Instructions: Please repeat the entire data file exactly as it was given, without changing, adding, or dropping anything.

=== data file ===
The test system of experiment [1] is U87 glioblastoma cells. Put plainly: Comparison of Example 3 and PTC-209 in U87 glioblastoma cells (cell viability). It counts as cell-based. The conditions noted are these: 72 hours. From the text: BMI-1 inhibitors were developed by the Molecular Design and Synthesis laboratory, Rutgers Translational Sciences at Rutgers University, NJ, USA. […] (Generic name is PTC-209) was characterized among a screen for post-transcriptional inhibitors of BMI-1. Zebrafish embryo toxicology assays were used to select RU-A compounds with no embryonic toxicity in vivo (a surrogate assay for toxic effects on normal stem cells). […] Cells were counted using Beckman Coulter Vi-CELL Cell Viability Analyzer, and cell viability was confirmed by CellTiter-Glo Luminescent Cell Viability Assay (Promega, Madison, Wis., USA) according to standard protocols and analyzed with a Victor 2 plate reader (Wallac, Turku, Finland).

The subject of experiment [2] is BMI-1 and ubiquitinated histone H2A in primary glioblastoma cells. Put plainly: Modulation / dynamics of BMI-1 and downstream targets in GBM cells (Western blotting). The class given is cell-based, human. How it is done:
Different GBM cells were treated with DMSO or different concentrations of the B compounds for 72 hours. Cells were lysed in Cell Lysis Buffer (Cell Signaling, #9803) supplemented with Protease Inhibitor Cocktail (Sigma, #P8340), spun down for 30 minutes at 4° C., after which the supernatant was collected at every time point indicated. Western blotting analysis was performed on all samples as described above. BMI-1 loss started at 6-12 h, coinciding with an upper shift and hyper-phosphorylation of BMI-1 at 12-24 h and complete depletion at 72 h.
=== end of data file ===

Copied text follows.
The test system of experiment [1] is U87 glioblastoma cells. Put plainly: Comparison of Example 3 and PTC-209 in U87 glioblastoma cells (cell viability). It counts as cell-based. The conditions noted are these: 72 hours. From the text: BMI-1 inhibitors were developed by the Molecular Design and Synthesis laboratory, Rutgers Translational Sciences at Rutgers University, NJ, USA. […] (Generic name is PTC-209) was characterized among a screen for post-transcriptional inhibitors of BMI-1. Zebrafish embryo toxicology assays were used to select RU-A compounds with no embryonic toxicity in vivo (a surrogate assay for toxic effects on normal stem cells). […] Cells were counted using Beckman Coulter Vi-CELL Cell Viability Analyzer, and cell viability was confirmed by CellTiter-Glo Luminescent Cell Viability Assay (Promega, Madison, Wis., USA) according to standard protocols and analyzed with a Victor 2 plate reader (Wallac, Turku, Finland).

The subject of experiment [2] is BMI-1 and ubiquitinated histone H2A in primary glioblastoma cells. Put plainly: Modulation / dynamics of BMI-1 and downstream targets in GBM cells (Western blotting). The class given is cell-based, human. How it is done:
Different GBM cells were treated with DMSO or different concentrations of the B compounds for 72 hours. Cells were lysed in Cell Lysis Buffer (Cell Signaling, #9803) supplemented with Protease Inhibitor Cocktail (Sigma, #P8340), spun down for 30 minutes at 4° C., after which the supernatant was collected at every time point indicated. Western blotting analysis was performed on all samples as described above. BMI-1 loss started at 6-12 h, coinciding with an upper shift and hyper-phosphorylation of BMI-1 at 12-24 h and complete depletion at 72 h.